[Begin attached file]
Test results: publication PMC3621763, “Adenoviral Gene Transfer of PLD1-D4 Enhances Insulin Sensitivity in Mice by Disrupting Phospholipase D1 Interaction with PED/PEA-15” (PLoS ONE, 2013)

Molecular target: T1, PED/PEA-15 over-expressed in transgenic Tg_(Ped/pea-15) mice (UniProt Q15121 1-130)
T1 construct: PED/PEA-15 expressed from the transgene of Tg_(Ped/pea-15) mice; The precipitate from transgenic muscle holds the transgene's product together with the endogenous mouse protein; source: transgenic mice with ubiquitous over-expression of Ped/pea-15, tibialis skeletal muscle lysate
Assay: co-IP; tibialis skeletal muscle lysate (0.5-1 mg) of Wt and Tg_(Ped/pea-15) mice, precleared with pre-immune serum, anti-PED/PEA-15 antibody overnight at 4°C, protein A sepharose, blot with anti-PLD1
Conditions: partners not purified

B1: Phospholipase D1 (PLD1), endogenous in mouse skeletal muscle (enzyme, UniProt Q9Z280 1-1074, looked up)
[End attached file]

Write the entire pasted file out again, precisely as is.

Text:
Test results: publication PMC3621763, “Adenoviral Gene Transfer of PLD1-D4 Enhances Insulin Sensitivity in Mice by Disrupting Phospholipase D1 Interaction with PED/PEA-15” (PLoS ONE, 2013)

Molecular target: T1, PED/PEA-15 over-expressed in transgenic Tg_(Ped/pea-15) mice (UniProt Q15121 1-130)
T1 construct: PED/PEA-15 expressed from the transgene of Tg_(Ped/pea-15) mice; The precipitate from transgenic muscle holds the transgene's product together with the endogenous mouse protein; source: transgenic mice with ubiquitous over-expression of Ped/pea-15, tibialis skeletal muscle lysate
Assay: co-IP; tibialis skeletal muscle lysate (0.5-1 mg) of Wt and Tg_(Ped/pea-15) mice, precleared with pre-immune serum, anti-PED/PEA-15 antibody overnight at 4°C, protein A sepharose, blot with anti-PLD1
Conditions: partners not purified

B1: Phospholipase D1 (PLD1), endogenous in mouse skeletal muscle (enzyme, UniProt Q9Z280 1-1074, looked up)